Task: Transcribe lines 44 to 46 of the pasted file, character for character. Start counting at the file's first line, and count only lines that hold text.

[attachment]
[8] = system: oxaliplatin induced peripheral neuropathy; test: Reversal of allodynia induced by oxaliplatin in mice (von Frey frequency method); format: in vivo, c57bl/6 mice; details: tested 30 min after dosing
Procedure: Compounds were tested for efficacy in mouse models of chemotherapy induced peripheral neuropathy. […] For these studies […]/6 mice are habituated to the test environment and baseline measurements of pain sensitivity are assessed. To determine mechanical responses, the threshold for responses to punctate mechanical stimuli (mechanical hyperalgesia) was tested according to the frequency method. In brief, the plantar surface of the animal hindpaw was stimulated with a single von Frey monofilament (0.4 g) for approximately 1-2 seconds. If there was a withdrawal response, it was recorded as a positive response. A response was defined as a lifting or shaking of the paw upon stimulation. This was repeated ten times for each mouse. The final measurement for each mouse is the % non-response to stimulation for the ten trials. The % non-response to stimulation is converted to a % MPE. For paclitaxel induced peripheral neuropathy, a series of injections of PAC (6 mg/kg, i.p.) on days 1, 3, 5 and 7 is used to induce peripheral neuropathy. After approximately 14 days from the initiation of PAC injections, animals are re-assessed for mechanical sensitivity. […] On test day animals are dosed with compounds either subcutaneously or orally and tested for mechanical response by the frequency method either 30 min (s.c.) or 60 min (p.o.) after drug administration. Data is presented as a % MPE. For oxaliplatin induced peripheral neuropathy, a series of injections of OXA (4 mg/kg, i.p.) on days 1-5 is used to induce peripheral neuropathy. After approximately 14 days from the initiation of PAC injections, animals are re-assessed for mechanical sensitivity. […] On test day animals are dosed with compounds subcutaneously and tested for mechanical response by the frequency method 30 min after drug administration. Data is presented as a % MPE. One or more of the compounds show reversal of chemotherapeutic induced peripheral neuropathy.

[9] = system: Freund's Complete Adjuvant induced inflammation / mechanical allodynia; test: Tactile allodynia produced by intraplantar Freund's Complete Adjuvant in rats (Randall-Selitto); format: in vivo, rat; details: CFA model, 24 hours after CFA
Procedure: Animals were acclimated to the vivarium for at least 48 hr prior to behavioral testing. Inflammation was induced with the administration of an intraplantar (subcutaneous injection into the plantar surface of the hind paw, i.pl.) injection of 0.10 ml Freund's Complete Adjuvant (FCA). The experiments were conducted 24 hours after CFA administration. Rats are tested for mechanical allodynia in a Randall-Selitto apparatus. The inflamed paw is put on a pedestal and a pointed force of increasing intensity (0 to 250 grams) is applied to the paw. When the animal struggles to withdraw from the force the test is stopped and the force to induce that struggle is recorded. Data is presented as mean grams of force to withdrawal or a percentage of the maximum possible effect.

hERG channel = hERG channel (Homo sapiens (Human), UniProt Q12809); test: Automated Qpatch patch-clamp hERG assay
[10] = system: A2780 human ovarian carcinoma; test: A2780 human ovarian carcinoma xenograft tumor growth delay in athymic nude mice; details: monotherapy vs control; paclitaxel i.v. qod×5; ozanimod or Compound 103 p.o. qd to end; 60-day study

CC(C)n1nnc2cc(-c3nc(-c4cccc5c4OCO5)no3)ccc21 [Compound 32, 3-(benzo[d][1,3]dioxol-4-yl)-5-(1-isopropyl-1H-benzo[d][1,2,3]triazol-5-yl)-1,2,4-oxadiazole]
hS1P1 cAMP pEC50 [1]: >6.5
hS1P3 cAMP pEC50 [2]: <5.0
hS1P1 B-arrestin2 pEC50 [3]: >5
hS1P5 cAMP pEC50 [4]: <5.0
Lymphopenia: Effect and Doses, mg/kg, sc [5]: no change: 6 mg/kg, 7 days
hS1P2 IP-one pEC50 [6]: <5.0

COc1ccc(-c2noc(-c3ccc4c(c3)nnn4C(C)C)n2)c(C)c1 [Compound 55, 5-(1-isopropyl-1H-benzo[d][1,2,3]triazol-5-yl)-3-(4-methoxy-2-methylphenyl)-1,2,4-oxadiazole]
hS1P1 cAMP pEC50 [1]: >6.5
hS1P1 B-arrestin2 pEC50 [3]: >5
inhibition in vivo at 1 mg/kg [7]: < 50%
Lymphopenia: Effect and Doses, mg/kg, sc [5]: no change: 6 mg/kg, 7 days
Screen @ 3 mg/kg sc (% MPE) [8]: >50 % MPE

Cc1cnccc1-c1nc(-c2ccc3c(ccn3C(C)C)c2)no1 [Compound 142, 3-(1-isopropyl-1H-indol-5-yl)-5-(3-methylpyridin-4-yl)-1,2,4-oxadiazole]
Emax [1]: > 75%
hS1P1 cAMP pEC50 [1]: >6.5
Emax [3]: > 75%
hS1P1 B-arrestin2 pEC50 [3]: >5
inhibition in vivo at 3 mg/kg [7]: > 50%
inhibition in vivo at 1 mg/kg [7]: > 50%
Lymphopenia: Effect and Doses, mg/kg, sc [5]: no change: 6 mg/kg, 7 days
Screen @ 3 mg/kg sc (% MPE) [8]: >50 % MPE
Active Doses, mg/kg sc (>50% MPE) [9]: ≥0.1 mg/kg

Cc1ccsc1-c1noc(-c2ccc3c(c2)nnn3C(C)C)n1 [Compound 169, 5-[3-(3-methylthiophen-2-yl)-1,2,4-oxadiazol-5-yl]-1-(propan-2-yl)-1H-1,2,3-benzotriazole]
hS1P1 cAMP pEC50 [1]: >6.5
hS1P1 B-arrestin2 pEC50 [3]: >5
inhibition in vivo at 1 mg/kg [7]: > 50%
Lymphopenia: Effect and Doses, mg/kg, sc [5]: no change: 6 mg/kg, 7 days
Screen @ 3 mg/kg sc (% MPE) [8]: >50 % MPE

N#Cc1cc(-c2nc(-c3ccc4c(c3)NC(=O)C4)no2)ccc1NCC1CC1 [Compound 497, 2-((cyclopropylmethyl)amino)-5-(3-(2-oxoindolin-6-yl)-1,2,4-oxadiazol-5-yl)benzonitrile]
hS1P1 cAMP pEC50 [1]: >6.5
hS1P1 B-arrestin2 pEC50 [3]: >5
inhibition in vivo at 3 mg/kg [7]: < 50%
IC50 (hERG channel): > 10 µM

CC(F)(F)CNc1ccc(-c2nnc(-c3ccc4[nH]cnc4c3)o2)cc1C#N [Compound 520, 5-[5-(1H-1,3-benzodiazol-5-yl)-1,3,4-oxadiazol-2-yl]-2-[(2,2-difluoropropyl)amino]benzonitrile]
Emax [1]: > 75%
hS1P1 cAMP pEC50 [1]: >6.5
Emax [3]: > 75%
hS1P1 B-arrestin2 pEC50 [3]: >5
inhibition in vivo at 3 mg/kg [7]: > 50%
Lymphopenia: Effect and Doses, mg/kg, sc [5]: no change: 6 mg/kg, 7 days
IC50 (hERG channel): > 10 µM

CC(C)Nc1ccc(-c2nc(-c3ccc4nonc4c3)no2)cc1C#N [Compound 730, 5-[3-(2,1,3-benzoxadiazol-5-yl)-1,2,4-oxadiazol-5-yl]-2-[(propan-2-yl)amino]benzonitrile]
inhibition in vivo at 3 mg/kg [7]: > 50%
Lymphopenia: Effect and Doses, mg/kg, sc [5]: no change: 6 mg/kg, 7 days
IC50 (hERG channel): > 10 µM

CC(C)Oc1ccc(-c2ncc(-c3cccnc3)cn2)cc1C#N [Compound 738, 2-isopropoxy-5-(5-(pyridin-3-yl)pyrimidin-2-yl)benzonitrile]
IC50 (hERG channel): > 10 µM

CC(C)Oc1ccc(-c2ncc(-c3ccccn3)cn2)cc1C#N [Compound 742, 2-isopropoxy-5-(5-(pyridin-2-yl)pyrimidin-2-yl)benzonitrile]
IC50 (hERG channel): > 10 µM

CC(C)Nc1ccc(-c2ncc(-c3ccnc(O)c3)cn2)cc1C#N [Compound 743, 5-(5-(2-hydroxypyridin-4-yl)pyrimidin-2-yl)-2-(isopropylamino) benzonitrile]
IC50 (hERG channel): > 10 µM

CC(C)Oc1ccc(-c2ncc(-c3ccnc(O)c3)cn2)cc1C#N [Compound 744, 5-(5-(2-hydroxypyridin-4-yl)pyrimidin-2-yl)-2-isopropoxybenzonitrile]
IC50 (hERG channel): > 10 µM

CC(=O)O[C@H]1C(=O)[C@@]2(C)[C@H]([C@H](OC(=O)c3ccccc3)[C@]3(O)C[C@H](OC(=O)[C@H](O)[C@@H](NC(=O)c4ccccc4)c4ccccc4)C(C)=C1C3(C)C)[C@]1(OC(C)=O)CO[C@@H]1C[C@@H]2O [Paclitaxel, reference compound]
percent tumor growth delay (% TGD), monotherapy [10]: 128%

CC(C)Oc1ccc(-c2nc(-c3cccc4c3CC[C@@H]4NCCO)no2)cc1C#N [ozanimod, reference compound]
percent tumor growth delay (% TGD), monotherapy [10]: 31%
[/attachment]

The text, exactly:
Emax [3]: > 75%
hS1P1 B-arrestin2 pEC50 [3]: >5
inhibition in vivo at 3 mg/kg [7]: > 50%